DIRECTOR: Pawel Pawlikowski
    CAST: Agata Kulesza Agata Trzebuchowska Dawid Ogrodnik

    You often wonder why contemporary directors decide to shoot a film in black and white. It’s an aesthetic choice obviously, but it doesn’t always really add value. Well, in Ida, it does. It actually increases the film’s authenticity. Ida follows a young soon-to-be nun in the 1960’s who embarks on an inner journey after she discovers her Jewish origins. The bleakness of post-WW2 Poland couldn’t have been portrayed more convincing, which is the cinematographers merit. The film’s greatest triumph is Agata Trzebuchowska though, who balances brilliantly between hardness and serenity in portraying Ida. In color, she wouldn’t be half as enigmatic and enchanting. Read more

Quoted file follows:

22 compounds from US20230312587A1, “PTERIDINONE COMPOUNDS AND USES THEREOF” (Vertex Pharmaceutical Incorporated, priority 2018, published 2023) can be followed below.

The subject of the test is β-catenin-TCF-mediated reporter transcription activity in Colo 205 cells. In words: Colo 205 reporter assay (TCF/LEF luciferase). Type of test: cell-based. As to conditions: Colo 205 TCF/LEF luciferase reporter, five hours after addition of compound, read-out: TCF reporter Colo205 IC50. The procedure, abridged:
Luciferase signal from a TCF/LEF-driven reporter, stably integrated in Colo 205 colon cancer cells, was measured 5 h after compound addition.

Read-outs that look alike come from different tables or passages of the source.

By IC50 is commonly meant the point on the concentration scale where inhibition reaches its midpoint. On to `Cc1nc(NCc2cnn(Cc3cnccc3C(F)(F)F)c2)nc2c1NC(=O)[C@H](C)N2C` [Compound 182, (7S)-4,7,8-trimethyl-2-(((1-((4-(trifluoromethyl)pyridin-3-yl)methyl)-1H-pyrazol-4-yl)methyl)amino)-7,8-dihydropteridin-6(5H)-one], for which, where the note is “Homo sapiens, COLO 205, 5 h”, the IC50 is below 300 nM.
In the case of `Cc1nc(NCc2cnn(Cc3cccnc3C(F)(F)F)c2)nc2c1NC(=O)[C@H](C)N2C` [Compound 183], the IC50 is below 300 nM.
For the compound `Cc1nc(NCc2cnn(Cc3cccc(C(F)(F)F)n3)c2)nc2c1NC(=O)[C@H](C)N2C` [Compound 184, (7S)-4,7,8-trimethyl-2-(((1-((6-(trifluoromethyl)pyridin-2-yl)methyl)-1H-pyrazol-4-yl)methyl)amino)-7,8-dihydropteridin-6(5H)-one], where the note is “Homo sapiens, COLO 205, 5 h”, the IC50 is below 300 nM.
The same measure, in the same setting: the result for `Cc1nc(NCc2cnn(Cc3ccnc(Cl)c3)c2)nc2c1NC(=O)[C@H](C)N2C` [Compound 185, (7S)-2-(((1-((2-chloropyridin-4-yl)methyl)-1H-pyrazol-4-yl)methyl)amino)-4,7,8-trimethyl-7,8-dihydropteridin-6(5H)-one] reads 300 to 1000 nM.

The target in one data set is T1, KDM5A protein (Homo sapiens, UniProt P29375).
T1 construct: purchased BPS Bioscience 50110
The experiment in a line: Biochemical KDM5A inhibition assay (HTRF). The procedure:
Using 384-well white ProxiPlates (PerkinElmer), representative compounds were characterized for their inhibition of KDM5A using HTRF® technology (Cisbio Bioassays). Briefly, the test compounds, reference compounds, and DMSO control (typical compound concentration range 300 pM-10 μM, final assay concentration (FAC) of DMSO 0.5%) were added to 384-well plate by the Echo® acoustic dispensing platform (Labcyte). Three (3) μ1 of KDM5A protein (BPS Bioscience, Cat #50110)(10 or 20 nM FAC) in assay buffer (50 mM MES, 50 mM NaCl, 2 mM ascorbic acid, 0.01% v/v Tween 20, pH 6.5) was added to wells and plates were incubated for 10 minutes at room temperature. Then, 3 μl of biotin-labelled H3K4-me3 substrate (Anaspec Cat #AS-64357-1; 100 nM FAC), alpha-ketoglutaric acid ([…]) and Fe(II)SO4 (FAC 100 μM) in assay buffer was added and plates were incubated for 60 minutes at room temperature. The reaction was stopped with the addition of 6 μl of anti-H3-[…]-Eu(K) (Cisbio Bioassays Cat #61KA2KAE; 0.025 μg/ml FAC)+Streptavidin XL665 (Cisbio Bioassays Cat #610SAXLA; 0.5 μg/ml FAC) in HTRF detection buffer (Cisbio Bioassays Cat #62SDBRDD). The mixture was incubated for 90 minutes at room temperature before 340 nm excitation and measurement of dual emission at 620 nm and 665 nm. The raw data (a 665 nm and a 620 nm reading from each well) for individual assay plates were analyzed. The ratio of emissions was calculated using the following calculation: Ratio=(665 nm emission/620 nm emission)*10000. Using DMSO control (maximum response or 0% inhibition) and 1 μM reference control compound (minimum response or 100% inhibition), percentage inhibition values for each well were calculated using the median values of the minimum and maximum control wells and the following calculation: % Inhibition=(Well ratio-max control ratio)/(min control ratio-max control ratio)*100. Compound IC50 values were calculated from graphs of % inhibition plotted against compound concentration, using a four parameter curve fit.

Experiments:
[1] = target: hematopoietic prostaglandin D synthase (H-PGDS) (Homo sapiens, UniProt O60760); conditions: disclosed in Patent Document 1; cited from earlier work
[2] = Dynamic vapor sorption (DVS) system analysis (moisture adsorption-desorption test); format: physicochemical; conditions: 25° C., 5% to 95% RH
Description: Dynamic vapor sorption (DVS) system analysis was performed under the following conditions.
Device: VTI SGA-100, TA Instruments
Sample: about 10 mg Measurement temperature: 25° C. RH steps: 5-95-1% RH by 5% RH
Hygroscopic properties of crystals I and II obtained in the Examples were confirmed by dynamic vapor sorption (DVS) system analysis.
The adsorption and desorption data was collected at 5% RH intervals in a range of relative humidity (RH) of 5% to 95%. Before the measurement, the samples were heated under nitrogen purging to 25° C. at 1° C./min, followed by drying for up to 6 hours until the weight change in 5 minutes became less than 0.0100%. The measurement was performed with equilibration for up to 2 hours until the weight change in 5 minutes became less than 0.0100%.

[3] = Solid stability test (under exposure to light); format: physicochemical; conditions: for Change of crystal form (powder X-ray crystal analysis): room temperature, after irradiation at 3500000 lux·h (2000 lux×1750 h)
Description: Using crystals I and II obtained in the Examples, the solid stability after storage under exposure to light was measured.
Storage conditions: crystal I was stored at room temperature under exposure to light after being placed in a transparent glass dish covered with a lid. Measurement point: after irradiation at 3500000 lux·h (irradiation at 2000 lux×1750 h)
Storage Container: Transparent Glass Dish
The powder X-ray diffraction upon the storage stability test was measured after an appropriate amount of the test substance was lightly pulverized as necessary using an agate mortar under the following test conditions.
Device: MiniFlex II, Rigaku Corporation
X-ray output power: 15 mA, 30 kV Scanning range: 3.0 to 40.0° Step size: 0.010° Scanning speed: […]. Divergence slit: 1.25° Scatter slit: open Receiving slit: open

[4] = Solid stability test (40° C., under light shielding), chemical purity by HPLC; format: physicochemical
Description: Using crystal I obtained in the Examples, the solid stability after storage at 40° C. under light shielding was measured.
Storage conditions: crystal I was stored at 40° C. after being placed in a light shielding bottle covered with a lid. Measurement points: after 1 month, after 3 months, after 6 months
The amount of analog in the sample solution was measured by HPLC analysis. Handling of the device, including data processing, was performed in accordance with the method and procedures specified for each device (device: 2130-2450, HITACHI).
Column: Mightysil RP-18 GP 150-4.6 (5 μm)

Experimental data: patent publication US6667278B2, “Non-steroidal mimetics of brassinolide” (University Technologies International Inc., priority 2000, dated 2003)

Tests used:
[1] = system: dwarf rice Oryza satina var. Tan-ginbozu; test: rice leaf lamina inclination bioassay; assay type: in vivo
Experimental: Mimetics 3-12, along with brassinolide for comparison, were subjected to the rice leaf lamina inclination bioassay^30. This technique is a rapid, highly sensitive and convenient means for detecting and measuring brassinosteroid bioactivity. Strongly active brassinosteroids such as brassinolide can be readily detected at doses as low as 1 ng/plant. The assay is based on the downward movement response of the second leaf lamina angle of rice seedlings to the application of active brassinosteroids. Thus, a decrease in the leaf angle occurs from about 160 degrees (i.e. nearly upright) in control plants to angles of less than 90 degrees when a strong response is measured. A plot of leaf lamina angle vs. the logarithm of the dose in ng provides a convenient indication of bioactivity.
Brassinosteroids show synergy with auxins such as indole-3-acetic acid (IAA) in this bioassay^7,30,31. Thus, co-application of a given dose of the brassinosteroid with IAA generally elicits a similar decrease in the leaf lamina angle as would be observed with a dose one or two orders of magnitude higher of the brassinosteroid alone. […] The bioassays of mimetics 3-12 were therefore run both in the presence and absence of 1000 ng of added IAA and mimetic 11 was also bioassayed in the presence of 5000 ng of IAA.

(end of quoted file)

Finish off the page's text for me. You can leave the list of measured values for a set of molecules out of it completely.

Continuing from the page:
Watch the trailer of Ida

    RATING: 74/100

    RELEASE DATE: October 25th, 2013

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  • Aftermath

    DIRECTOR: Wladyslaw Pasikowski
    CAST: Maciej Stuhr Ireneusz Czop Zbigniew Zamachowski

    Poland was one of the countries that suffered the most from the Second World War, that much we know. As in every big war, there are thousands of mini wars fought on a local scale., which Aftermath illustrates harrowingly. The films takes place in 2000, as Franizek, a Polish emigré returns to his home country from the United States after his father died. At home, he learns that his estranged brother is obsessed by Jewish tombstones which were resurfaced after heavy rainfall. At first Franizek doesn’t quite understand his brothers’ urge to do justice to the graves, but as the local population becomes increasingly hostile to them, he’s determined to find out what’s going on. Aftermath works well as a thriller dealing with historical matters that still slumber today, even though the script is sometimes a bit too obvious in making clear what it’s trying to achieve Read more